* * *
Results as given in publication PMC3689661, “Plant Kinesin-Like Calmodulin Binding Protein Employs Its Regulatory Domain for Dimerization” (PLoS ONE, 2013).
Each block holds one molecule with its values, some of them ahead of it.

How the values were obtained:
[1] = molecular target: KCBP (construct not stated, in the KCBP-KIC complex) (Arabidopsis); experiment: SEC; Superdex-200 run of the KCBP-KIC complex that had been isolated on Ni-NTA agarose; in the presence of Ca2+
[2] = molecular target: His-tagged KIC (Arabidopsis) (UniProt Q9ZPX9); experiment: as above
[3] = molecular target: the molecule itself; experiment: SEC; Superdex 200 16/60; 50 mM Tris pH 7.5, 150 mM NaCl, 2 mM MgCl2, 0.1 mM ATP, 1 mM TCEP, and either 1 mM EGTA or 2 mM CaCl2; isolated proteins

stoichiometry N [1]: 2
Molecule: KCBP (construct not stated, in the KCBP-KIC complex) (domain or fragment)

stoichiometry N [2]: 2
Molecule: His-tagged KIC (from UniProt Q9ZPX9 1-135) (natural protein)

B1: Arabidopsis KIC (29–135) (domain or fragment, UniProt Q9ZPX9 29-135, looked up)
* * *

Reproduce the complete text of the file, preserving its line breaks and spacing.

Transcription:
Results as given in publication PMC3689661, “Plant Kinesin-Like Calmodulin Binding Protein Employs Its Regulatory Domain for Dimerization” (PLoS ONE, 2013).
Each block holds one molecule with its values, some of them ahead of it.

How the values were obtained:
[1] = molecular target: KCBP (construct not stated, in the KCBP-KIC complex) (Arabidopsis); experiment: SEC; Superdex-200 run of the KCBP-KIC complex that had been isolated on Ni-NTA agarose; in the presence of Ca2+
[2] = molecular target: His-tagged KIC (Arabidopsis) (UniProt Q9ZPX9); experiment: as above
[3] = molecular target: the molecule itself; experiment: SEC; Superdex 200 16/60; 50 mM Tris pH 7.5, 150 mM NaCl, 2 mM MgCl2, 0.1 mM ATP, 1 mM TCEP, and either 1 mM EGTA or 2 mM CaCl2; isolated proteins

stoichiometry N [1]: 2
Molecule: KCBP (construct not stated, in the KCBP-KIC complex) (domain or fragment)

stoichiometry N [2]: 2
Molecule: His-tagged KIC (from UniProt Q9ZPX9 1-135) (natural protein)

B1: Arabidopsis KIC (29–135) (domain or fragment, UniProt Q9ZPX9 29-135, looked up)